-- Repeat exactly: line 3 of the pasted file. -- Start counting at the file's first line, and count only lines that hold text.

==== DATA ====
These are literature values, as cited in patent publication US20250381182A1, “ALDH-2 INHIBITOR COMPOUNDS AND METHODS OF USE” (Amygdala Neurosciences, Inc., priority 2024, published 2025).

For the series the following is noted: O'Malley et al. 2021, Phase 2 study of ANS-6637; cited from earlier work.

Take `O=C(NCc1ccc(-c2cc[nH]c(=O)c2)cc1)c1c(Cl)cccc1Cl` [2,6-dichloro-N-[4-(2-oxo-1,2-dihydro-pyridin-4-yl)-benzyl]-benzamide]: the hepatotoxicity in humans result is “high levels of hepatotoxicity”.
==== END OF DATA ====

Take `O=C(NCc1ccc(-c2cc[nH]c(=O)c2)cc1)c1c(Cl)cccc1Cl` [2,6-dichloro-N-[4-(2-oxo-1,2-dihydro-pyridin-4-yl)-benzyl]-benzamide]: the hepatotoxicity in humans result is “high levels of hepatotoxicity”.